While specific embodiments of the invention have been illustrated and described herein, it is realized that numerous modifications and changes will accrue to those skilled in the arts. It is therefore to be understood that the appended claims are intended to cover all such modifications and changes as fall within in the true spirit and scope of the invention.
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|U.S. Classification||361/794, 363/147, 257/700, 257/E23.079, 361/761, 439/74, 257/E23.178|
|International Classification||H01L23/538, H01L23/50|
|Cooperative Classification||H01L2924/12042, H01L2924/00014, H01L24/48, H01L2924/19041, H01L2924/01074, H01L2924/15153, H01L2224/82039, H01L2224/24227, H01L2224/24137, H01L2924/10329, H01L2924/15165, H01L23/5389, H01L2224/48227, H01L2924/014, H01L2924/30107, H01L2924/19107, H01L23/50, H01L2924/15787, H01L2924/01033, H01L2924/01082, H01L2924/3011, H01L24/24, H01L2924/30105, H01L2224/48091, H01L24/82, H01L2924/14, H01L2924/01013, H01L2924/01006, H01L2924/19043, H01L2924/01029, H01L2224/73267, H01L2224/32225|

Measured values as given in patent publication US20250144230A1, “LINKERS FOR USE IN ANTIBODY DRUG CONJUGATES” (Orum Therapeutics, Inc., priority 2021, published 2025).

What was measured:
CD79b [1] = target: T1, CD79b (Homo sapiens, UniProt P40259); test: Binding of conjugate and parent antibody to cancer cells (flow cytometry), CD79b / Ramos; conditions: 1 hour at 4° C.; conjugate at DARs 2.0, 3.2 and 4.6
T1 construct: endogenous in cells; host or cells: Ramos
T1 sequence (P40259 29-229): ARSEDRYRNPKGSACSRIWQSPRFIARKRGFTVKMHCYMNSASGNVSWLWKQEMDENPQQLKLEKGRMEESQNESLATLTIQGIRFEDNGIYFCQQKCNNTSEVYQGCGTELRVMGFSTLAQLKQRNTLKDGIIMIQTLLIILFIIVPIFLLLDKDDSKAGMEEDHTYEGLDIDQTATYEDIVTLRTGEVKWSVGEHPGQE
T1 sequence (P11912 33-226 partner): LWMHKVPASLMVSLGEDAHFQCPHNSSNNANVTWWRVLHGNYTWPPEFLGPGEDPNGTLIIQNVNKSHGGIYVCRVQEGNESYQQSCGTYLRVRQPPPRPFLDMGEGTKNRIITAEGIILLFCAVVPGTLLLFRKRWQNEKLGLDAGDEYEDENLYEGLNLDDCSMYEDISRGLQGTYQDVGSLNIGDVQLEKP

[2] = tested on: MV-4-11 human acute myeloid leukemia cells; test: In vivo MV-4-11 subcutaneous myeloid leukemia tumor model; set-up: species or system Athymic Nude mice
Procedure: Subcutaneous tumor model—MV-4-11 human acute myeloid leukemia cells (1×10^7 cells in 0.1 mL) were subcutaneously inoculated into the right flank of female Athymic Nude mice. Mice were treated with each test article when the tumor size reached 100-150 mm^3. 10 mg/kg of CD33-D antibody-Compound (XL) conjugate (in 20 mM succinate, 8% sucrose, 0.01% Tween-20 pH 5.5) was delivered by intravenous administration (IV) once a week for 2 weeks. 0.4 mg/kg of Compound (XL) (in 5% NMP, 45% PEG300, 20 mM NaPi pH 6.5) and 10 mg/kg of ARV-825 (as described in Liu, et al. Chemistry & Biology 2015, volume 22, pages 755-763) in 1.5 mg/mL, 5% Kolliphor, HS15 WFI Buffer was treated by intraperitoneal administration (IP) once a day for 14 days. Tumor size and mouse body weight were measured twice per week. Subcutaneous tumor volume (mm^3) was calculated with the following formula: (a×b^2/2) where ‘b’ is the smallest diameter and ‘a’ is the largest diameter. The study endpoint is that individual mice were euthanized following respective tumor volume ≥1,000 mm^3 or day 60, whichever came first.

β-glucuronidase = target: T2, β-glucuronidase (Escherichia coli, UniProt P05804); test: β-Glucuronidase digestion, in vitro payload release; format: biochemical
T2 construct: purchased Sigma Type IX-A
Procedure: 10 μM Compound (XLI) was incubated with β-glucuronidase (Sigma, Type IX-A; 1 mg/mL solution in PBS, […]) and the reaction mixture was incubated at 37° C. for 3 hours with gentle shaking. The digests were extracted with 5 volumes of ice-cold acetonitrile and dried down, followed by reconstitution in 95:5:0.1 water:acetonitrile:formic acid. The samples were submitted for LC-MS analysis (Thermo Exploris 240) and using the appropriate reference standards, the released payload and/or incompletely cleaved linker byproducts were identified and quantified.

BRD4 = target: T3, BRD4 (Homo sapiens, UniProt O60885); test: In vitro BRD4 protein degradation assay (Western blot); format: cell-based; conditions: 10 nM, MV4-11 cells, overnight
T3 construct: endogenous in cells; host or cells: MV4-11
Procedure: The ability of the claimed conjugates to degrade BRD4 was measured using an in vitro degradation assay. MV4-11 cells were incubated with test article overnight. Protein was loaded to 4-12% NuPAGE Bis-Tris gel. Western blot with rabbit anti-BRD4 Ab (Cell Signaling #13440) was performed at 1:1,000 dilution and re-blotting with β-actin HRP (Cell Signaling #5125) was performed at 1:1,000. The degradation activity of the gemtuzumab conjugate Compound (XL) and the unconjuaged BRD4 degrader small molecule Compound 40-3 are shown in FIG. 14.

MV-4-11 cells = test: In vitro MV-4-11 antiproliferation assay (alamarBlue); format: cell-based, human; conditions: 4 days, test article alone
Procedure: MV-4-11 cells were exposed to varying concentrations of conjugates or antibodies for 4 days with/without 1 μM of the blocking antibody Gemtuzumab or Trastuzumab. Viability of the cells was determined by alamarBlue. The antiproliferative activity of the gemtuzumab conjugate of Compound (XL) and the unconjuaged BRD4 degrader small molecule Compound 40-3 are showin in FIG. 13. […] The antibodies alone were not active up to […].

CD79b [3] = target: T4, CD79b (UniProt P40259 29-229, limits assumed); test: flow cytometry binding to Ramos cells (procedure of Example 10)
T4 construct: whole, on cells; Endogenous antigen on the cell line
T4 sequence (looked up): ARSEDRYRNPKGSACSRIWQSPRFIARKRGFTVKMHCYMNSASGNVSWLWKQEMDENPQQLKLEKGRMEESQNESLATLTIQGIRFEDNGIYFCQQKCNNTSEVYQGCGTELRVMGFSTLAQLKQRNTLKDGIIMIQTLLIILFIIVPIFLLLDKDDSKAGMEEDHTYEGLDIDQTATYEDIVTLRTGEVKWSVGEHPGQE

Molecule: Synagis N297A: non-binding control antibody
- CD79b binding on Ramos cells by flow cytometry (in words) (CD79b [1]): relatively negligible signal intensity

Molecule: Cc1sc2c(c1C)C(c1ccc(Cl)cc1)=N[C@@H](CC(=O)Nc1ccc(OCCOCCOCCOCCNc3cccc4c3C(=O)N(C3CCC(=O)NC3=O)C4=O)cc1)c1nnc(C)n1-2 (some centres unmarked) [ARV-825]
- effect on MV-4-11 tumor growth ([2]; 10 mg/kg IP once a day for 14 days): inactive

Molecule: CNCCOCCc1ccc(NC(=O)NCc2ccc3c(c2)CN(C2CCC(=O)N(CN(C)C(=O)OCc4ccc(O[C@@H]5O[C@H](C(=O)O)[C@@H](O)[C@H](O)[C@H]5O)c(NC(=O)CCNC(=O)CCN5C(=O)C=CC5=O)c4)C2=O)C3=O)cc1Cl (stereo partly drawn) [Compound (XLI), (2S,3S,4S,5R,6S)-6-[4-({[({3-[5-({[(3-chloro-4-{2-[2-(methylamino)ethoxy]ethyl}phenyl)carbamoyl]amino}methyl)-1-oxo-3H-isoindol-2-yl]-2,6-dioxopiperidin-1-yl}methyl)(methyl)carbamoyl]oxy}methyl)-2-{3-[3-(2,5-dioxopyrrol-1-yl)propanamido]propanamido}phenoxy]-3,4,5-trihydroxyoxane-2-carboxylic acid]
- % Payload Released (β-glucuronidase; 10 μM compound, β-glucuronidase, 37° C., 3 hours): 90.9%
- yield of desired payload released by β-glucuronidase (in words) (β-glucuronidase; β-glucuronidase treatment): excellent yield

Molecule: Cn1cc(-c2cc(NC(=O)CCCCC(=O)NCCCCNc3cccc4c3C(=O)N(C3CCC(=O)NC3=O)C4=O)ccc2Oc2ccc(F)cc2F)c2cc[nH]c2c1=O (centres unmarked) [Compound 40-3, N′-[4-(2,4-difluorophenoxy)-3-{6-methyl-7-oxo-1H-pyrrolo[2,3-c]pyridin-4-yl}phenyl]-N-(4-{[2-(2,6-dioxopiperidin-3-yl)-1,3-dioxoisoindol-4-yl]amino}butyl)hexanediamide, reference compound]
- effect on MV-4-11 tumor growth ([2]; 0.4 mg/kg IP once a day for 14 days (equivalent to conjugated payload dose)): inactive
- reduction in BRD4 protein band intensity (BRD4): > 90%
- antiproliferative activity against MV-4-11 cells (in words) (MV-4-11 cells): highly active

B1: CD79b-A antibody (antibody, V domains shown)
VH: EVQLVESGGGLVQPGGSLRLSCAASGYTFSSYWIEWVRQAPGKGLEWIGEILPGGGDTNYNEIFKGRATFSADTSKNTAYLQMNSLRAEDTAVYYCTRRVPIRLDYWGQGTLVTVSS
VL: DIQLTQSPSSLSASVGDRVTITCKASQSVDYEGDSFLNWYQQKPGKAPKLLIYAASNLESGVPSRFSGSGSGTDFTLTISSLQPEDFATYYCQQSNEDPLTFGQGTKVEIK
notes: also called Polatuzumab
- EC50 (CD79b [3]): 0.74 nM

|European Classification||H01L24/82, H01L24/24, H01L23/538V, H01L23/50|
|Jan 8, 1993||AS||Assignment|
Owner name: GENERAL ELECTRIC COMPANY, NEW YORK
Free format text: ASSIGNMENT OF ASSIGNORS INTEREST.;ASSIGNORS:NEUGEBAUER, CONSTANTINE A., BY HIS EXECUTRIX MARTHA MAYNEUGEBAUER;KORMAN, CHARLES S.;BATES, DAVID A.;AND OTHERS;REEL/FRAME:006400/0045;SIGNING DATES FROM 19921203 TO 19921228
|Jul 13, 1994||AS||Assignment|
Owner name: MARTIN MARIETTA CORPORATION, MARYLAND
Free format text: ASSIGNMENT OF ASSIGNORS INTEREST;ASSIGNOR:GENERAL ELECTRIC COMPANY;REEL/FRAME:007046/0736
Effective date: 19940322
|Jul 14, 1997||AS||Assignment|
Owner name: LOCKHEED MARTIN CORPORATION, MARYLAND
Free format text: ASSIGNMENT OF ASSIGNORS INTEREST;ASSIGNOR:MARTIN MARIETTA CORPORATION;REEL/FRAME:008628/0518
Effective date: 19960128
|Apr 24, 1998||FPAY||Fee payment|
Year of fee payment: 4
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|Aug 13, 2002||REMI||Maintenance fee reminder mailed|